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Insidious

Insidious

Review by Jack Foley

IndieLondon Rating: 4 out of 5

JAMES Wan and Leigh Wannell, the creative force behind the original Saw movie, team up yet again to brilliant effect with the scary horror movie Insidious.

Conceived around the same time as Saw, this latest chiller is a spine-tingler par excellence that relies on a more conventional approach to getting it’s chills.

When married couple Renai and Josh Lambert (played by Rose Byrne and Patrick Wilson) move into their new home with their two young sons they quickly become convinced that all’s not right. Furniture keeps moving and things, quite literally, go bump in the night.

Matters get worse when their son, Dalton (Ty Simpkins), slips into a coma after a fall in the loft. But as the supernatural events continue to get worse, and seem targeted towards Dalton, the couple are forced to seek outside help.

As with most haunted house stories, the less you know before going in, the more effective the jumps will be – and director Wan and writer Wannell have plenty of tricks up their sleeve to make you jump out of your seat.

The opening two thirds of the film are extremely unsettling as the tension keeps rising, while Wilson and Byrne bring a believable everyman quality to their characters that makes them worth rooting for.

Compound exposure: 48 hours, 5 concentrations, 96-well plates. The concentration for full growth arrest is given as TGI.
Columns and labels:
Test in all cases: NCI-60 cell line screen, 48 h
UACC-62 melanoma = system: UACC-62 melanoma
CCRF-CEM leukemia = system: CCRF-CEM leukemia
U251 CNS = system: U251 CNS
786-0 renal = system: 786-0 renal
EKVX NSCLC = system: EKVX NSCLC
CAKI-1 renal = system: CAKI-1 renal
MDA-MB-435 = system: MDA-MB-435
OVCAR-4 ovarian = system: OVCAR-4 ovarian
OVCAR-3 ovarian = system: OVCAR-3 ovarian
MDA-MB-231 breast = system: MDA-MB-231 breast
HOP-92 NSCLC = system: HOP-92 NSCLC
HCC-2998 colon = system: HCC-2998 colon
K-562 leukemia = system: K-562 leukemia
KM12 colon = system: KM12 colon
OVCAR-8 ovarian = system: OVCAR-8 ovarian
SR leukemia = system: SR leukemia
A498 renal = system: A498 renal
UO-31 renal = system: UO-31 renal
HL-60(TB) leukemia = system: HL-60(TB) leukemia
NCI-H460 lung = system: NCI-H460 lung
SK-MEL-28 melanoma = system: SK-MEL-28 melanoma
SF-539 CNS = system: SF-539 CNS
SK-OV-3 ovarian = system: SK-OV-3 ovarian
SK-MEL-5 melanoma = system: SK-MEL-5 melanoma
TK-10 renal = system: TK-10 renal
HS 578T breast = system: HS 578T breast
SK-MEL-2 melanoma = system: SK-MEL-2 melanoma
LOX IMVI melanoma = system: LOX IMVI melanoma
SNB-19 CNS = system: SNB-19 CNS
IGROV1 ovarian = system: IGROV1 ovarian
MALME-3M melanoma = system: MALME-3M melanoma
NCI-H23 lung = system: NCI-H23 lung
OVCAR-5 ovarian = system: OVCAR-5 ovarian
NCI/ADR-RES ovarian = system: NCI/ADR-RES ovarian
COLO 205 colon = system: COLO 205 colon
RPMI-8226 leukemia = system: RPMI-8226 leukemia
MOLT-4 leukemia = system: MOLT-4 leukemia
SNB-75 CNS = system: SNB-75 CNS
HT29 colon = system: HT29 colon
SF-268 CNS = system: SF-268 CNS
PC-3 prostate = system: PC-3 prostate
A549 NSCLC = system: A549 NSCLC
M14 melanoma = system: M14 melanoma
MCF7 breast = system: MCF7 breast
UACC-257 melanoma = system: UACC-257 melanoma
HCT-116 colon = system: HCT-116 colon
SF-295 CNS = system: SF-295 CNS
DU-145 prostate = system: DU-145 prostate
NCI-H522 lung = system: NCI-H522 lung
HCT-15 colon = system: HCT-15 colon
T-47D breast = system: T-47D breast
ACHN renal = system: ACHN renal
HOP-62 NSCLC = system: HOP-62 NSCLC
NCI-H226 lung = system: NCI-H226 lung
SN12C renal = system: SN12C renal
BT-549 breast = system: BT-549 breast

Admittedly, the final third of the movie stands or falls depending on how much you buy into the concept of different realms, but even then it remains fun because of the way Wan and partner manipulate the scares while also injecting some much needed humour (by virtue of Lin Shaye’s paranormal expert Elise and her two scene-stealing helpers, one of whom is played by Wannell).

The ensuing experience is therefore comparable to the crowd baiting chills of Paranormal Activity, whose producers are also on board for this, with a little Poltergeist thrown in.

Wan and Wannell, meanwhile, deserve praise for keeping the tension and enjoyment factor so high while only really relying on simple (and therefore low budget) devices such as darkness and silence to generate fear.

It’s also something of a relief to realise there is more to their make-up than Saw, the original brilliance of which has threatened to become blunted by the endless sequels.

With Insidious, they’re back to their sharpest, scare inducing best!

Certificate: 15
Running time: 103mins
UK DVD & Blu-ray Release: September 12, 2011